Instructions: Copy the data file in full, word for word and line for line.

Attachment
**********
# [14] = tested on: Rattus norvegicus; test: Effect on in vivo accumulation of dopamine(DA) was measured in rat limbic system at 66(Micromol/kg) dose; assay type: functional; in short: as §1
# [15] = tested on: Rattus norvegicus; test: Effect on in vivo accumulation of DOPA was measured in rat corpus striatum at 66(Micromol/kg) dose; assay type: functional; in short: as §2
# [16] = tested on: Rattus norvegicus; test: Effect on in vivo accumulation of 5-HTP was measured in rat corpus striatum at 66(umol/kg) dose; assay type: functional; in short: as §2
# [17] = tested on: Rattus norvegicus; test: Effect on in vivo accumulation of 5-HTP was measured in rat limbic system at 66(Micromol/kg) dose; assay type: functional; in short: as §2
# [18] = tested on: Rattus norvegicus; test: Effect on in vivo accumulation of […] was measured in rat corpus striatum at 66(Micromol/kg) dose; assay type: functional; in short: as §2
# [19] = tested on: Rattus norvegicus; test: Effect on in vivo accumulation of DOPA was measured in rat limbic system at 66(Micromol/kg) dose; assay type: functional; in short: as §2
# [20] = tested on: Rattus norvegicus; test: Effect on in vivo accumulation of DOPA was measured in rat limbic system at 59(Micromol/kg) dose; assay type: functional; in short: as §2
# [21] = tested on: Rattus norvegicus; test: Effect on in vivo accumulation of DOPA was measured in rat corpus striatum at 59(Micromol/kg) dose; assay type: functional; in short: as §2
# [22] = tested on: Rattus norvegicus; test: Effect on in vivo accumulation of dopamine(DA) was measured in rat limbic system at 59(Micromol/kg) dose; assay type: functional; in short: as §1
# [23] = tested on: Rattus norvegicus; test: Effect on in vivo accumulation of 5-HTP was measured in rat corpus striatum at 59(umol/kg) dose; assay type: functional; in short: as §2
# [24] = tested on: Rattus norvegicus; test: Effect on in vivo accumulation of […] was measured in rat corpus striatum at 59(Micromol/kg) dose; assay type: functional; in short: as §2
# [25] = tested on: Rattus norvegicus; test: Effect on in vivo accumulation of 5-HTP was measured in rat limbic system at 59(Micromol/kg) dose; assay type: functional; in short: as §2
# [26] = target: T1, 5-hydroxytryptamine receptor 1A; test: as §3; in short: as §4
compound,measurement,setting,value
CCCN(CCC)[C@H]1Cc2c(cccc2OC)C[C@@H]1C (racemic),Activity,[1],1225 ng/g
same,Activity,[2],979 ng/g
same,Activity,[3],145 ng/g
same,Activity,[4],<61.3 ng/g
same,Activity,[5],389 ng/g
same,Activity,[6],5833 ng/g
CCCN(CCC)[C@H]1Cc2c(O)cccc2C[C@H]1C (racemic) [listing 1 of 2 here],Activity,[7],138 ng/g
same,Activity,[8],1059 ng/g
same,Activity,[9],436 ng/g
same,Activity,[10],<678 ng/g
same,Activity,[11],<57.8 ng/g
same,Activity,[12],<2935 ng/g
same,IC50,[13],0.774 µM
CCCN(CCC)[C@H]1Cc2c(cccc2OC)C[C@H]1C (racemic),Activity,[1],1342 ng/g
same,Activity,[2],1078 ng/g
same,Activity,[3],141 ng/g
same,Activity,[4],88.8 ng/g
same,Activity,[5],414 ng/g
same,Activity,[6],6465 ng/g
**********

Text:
# [14] = tested on: Rattus norvegicus; test: Effect on in vivo accumulation of dopamine(DA) was measured in rat limbic system at 66(Micromol/kg) dose; assay type: functional; in short: as §1
# [15] = tested on: Rattus norvegicus; test: Effect on in vivo accumulation of DOPA was measured in rat corpus striatum at 66(Micromol/kg) dose; assay type: functional; in short: as §2
# [16] = tested on: Rattus norvegicus; test: Effect on in vivo accumulation of 5-HTP was measured in rat corpus striatum at 66(umol/kg) dose; assay type: functional; in short: as §2
# [17] = tested on: Rattus norvegicus; test: Effect on in vivo accumulation of 5-HTP was measured in rat limbic system at 66(Micromol/kg) dose; assay type: functional; in short: as §2
# [18] = tested on: Rattus norvegicus; test: Effect on in vivo accumulation of […] was measured in rat corpus striatum at 66(Micromol/kg) dose; assay type: functional; in short: as §2
# [19] = tested on: Rattus norvegicus; test: Effect on in vivo accumulation of DOPA was measured in rat limbic system at 66(Micromol/kg) dose; assay type: functional; in short: as §2
# [20] = tested on: Rattus norvegicus; test: Effect on in vivo accumulation of DOPA was measured in rat limbic system at 59(Micromol/kg) dose; assay type: functional; in short: as §2
# [21] = tested on: Rattus norvegicus; test: Effect on in vivo accumulation of DOPA was measured in rat corpus striatum at 59(Micromol/kg) dose; assay type: functional; in short: as §2
# [22] = tested on: Rattus norvegicus; test: Effect on in vivo accumulation of dopamine(DA) was measured in rat limbic system at 59(Micromol/kg) dose; assay type: functional; in short: as §1
# [23] = tested on: Rattus norvegicus; test: Effect on in vivo accumulation of 5-HTP was measured in rat corpus striatum at 59(umol/kg) dose; assay type: functional; in short: as §2
# [24] = tested on: Rattus norvegicus; test: Effect on in vivo accumulation of […] was measured in rat corpus striatum at 59(Micromol/kg) dose; assay type: functional; in short: as §2
# [25] = tested on: Rattus norvegicus; test: Effect on in vivo accumulation of 5-HTP was measured in rat limbic system at 59(Micromol/kg) dose; assay type: functional; in short: as §2
# [26] = target: T1, 5-hydroxytryptamine receptor 1A; test: as §3; in short: as §4
compound,measurement,setting,value
CCCN(CCC)[C@H]1Cc2c(cccc2OC)C[C@@H]1C (racemic),Activity,[1],1225 ng/g
same,Activity,[2],979 ng/g
same,Activity,[3],145 ng/g
same,Activity,[4],<61.3 ng/g
same,Activity,[5],389 ng/g
same,Activity,[6],5833 ng/g
CCCN(CCC)[C@H]1Cc2c(O)cccc2C[C@H]1C (racemic) [listing 1 of 2 here],Activity,[7],138 ng/g
same,Activity,[8],1059 ng/g
same,Activity,[9],436 ng/g
same,Activity,[10],<678 ng/g
same,Activity,[11],<57.8 ng/g
same,Activity,[12],<2935 ng/g
same,IC50,[13],0.774 µM
CCCN(CCC)[C@H]1Cc2c(cccc2OC)C[C@H]1C (racemic),Activity,[1],1342 ng/g
same,Activity,[2],1078 ng/g
same,Activity,[3],141 ng/g
same,Activity,[4],88.8 ng/g
same,Activity,[5],414 ng/g
same,Activity,[6],6465 ng/g